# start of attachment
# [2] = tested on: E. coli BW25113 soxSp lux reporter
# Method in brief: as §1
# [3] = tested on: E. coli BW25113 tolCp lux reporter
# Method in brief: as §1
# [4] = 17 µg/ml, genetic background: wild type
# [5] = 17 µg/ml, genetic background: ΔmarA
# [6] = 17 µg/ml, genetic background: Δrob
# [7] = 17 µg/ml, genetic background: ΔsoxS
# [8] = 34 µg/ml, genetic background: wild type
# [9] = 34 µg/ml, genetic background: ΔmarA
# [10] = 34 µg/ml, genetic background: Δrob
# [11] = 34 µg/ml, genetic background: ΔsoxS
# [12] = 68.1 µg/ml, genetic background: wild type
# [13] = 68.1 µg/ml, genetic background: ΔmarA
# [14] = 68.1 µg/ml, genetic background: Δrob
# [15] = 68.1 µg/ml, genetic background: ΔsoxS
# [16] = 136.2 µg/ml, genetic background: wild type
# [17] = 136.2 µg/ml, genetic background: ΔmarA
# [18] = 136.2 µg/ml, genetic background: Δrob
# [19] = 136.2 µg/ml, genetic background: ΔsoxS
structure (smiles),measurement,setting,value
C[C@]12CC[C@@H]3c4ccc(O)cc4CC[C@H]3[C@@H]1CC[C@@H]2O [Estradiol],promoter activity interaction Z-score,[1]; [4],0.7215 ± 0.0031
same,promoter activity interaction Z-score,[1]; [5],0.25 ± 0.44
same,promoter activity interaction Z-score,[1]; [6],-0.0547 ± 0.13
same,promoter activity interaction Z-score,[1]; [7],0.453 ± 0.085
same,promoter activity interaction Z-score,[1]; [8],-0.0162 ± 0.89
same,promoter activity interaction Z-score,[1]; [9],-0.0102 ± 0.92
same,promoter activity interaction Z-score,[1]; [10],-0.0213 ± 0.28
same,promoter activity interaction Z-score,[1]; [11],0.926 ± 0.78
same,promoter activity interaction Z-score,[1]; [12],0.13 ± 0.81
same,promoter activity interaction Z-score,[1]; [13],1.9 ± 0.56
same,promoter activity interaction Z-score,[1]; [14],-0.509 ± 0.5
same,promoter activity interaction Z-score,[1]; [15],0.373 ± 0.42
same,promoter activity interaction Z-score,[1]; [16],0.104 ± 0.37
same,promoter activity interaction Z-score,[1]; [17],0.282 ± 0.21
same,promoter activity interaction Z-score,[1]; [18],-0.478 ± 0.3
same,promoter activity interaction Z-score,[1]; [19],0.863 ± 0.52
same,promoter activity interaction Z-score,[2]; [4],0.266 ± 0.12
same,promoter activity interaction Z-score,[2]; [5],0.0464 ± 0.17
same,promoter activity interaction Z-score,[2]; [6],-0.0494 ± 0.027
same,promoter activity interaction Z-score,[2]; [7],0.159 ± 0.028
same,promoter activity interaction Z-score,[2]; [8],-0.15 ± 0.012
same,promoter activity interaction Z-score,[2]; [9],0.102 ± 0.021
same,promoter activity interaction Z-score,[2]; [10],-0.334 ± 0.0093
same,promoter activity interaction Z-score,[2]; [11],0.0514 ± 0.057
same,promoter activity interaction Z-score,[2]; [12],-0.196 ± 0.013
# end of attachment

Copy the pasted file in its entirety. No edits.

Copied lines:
# [2] = tested on: E. coli BW25113 soxSp lux reporter
# Method in brief: as §1
# [3] = tested on: E. coli BW25113 tolCp lux reporter
# Method in brief: as §1
# [4] = 17 µg/ml, genetic background: wild type
# [5] = 17 µg/ml, genetic background: ΔmarA
# [6] = 17 µg/ml, genetic background: Δrob
# [7] = 17 µg/ml, genetic background: ΔsoxS
# [8] = 34 µg/ml, genetic background: wild type
# [9] = 34 µg/ml, genetic background: ΔmarA
# [10] = 34 µg/ml, genetic background: Δrob
# [11] = 34 µg/ml, genetic background: ΔsoxS
# [12] = 68.1 µg/ml, genetic background: wild type
# [13] = 68.1 µg/ml, genetic background: ΔmarA
# [14] = 68.1 µg/ml, genetic background: Δrob
# [15] = 68.1 µg/ml, genetic background: ΔsoxS
# [16] = 136.2 µg/ml, genetic background: wild type
# [17] = 136.2 µg/ml, genetic background: ΔmarA
# [18] = 136.2 µg/ml, genetic background: Δrob
# [19] = 136.2 µg/ml, genetic background: ΔsoxS
structure (smiles),measurement,setting,value
C[C@]12CC[C@@H]3c4ccc(O)cc4CC[C@H]3[C@@H]1CC[C@@H]2O [Estradiol],promoter activity interaction Z-score,[1]; [4],0.7215 ± 0.0031
same,promoter activity interaction Z-score,[1]; [5],0.25 ± 0.44
same,promoter activity interaction Z-score,[1]; [6],-0.0547 ± 0.13
same,promoter activity interaction Z-score,[1]; [7],0.453 ± 0.085
same,promoter activity interaction Z-score,[1]; [8],-0.0162 ± 0.89
same,promoter activity interaction Z-score,[1]; [9],-0.0102 ± 0.92
same,promoter activity interaction Z-score,[1]; [10],-0.0213 ± 0.28
same,promoter activity interaction Z-score,[1]; [11],0.926 ± 0.78
same,promoter activity interaction Z-score,[1]; [12],0.13 ± 0.81
same,promoter activity interaction Z-score,[1]; [13],1.9 ± 0.56
same,promoter activity interaction Z-score,[1]; [14],-0.509 ± 0.5
same,promoter activity interaction Z-score,[1]; [15],0.373 ± 0.42
same,promoter activity interaction Z-score,[1]; [16],0.104 ± 0.37
same,promoter activity interaction Z-score,[1]; [17],0.282 ± 0.21
same,promoter activity interaction Z-score,[1]; [18],-0.478 ± 0.3
same,promoter activity interaction Z-score,[1]; [19],0.863 ± 0.52
same,promoter activity interaction Z-score,[2]; [4],0.266 ± 0.12
same,promoter activity interaction Z-score,[2]; [5],0.0464 ± 0.17
same,promoter activity interaction Z-score,[2]; [6],-0.0494 ± 0.027
same,promoter activity interaction Z-score,[2]; [7],0.159 ± 0.028
same,promoter activity interaction Z-score,[2]; [8],-0.15 ± 0.012
same,promoter activity interaction Z-score,[2]; [9],0.102 ± 0.021
same,promoter activity interaction Z-score,[2]; [10],-0.334 ± 0.0093
same,promoter activity interaction Z-score,[2]; [11],0.0514 ± 0.057
same,promoter activity interaction Z-score,[2]; [12],-0.196 ± 0.013